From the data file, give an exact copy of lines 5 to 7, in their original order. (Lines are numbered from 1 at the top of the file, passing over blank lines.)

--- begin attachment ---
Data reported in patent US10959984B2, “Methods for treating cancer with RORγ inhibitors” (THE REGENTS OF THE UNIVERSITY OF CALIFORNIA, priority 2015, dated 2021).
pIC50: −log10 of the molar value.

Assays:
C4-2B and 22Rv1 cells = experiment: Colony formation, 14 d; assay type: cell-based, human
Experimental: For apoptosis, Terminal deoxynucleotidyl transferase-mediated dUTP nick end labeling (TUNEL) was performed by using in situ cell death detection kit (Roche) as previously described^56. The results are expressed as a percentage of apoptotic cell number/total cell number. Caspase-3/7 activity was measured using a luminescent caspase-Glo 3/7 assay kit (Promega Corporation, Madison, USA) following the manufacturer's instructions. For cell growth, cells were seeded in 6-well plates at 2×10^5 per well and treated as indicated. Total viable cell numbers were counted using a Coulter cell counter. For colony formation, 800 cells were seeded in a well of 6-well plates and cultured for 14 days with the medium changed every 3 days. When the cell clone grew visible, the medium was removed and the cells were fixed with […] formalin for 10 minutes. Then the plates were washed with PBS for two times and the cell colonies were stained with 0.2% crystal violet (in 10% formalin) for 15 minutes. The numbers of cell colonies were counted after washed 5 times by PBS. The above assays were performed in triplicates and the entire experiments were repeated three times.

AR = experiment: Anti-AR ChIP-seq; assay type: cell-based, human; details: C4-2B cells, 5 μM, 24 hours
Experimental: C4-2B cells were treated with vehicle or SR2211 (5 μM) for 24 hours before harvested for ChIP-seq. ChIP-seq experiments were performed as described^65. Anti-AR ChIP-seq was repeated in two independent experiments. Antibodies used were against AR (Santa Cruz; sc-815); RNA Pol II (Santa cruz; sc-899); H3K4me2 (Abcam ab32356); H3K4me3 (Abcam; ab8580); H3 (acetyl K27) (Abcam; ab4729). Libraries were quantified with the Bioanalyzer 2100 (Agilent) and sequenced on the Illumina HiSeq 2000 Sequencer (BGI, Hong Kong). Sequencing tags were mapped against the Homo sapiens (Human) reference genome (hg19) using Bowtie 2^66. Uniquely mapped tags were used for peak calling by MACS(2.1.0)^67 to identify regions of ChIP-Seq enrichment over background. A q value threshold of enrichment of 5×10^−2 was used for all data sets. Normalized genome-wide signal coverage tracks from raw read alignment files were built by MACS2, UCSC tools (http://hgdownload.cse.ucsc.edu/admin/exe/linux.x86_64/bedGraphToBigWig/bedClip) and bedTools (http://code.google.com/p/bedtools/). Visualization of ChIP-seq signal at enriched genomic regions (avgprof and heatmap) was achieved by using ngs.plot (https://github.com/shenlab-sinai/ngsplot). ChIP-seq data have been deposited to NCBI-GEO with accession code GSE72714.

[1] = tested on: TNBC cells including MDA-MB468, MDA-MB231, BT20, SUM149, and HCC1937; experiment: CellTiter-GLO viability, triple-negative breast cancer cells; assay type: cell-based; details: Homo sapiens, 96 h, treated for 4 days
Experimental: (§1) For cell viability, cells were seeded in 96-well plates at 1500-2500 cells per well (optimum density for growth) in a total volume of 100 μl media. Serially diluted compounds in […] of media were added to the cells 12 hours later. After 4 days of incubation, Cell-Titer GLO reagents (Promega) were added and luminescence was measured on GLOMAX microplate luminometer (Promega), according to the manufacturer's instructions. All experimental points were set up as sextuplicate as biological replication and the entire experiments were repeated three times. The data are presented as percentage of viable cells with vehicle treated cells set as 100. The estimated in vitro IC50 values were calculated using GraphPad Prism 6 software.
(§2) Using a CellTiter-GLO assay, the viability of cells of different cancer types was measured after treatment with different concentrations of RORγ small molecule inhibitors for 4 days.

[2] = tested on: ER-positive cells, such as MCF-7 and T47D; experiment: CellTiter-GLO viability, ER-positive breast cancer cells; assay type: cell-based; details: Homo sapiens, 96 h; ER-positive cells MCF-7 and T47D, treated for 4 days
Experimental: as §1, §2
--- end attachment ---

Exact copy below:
Experimental: For apoptosis, Terminal deoxynucleotidyl transferase-mediated dUTP nick end labeling (TUNEL) was performed by using in situ cell death detection kit (Roche) as previously described^56. The results are expressed as a percentage of apoptotic cell number/total cell number. Caspase-3/7 activity was measured using a luminescent caspase-Glo 3/7 assay kit (Promega Corporation, Madison, USA) following the manufacturer's instructions. For cell growth, cells were seeded in 6-well plates at 2×10^5 per well and treated as indicated. Total viable cell numbers were counted using a Coulter cell counter. For colony formation, 800 cells were seeded in a well of 6-well plates and cultured for 14 days with the medium changed every 3 days. When the cell clone grew visible, the medium was removed and the cells were fixed with […] formalin for 10 minutes. Then the plates were washed with PBS for two times and the cell colonies were stained with 0.2% crystal violet (in 10% formalin) for 15 minutes. The numbers of cell colonies were counted after washed 5 times by PBS. The above assays were performed in triplicates and the entire experiments were repeated three times.

AR = experiment: Anti-AR ChIP-seq; assay type: cell-based, human; details: C4-2B cells, 5 μM, 24 hours
Experimental: C4-2B cells were treated with vehicle or SR2211 (5 μM) for 24 hours before harvested for ChIP-seq. ChIP-seq experiments were performed as described^65. Anti-AR ChIP-seq was repeated in two independent experiments. Antibodies used were against AR (Santa Cruz; sc-815); RNA Pol II (Santa cruz; sc-899); H3K4me2 (Abcam ab32356); H3K4me3 (Abcam; ab8580); H3 (acetyl K27) (Abcam; ab4729). Libraries were quantified with the Bioanalyzer 2100 (Agilent) and sequenced on the Illumina HiSeq 2000 Sequencer (BGI, Hong Kong). Sequencing tags were mapped against the Homo sapiens (Human) reference genome (hg19) using Bowtie 2^66. Uniquely mapped tags were used for peak calling by MACS(2.1.0)^67 to identify regions of ChIP-Seq enrichment over background. A q value threshold of enrichment of 5×10^−2 was used for all data sets. Normalized genome-wide signal coverage tracks from raw read alignment files were built by MACS2, UCSC tools (http://hgdownload.cse.ucsc.edu/admin/exe/linux.x86_64/bedGraphToBigWig/bedClip) and bedTools (http://code.google.com/p/bedtools/). Visualization of ChIP-seq signal at enriched genomic regions (avgprof and heatmap) was achieved by using ngs.plot (https://github.com/shenlab-sinai/ngsplot). ChIP-seq data have been deposited to NCBI-GEO with accession code GSE72714.